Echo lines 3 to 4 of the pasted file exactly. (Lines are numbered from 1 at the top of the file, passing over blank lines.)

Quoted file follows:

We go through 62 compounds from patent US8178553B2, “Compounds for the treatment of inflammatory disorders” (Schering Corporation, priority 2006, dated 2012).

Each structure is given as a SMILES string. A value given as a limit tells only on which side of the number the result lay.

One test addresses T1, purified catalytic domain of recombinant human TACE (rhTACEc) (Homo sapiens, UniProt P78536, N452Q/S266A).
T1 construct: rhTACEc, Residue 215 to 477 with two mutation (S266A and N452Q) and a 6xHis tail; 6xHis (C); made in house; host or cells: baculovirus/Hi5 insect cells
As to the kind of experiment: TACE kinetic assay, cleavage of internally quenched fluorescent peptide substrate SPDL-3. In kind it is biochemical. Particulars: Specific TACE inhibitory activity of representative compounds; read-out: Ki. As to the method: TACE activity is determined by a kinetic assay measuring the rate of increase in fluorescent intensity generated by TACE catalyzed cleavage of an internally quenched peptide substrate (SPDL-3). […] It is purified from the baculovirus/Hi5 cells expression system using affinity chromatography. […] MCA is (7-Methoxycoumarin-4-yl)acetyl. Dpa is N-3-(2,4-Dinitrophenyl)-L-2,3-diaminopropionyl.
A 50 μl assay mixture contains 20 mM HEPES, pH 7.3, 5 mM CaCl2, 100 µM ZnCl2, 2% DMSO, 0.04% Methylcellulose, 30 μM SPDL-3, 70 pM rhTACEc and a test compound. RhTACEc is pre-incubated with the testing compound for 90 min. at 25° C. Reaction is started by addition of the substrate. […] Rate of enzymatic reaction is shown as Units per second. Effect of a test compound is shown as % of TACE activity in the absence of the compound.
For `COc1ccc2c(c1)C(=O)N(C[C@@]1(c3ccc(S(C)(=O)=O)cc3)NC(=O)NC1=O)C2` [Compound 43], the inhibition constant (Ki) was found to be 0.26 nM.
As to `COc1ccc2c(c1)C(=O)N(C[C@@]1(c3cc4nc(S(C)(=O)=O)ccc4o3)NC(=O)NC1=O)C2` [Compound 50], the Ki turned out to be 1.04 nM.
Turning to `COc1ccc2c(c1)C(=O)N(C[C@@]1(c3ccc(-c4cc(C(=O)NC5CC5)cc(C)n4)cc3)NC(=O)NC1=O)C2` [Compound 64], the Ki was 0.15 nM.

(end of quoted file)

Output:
One test addresses T1, purified catalytic domain of recombinant human TACE (rhTACEc) (Homo sapiens, UniProt P78536, N452Q/S266A).
T1 construct: rhTACEc, Residue 215 to 477 with two mutation (S266A and N452Q) and a 6xHis tail; 6xHis (C); made in house; host or cells: baculovirus/Hi5 insect cells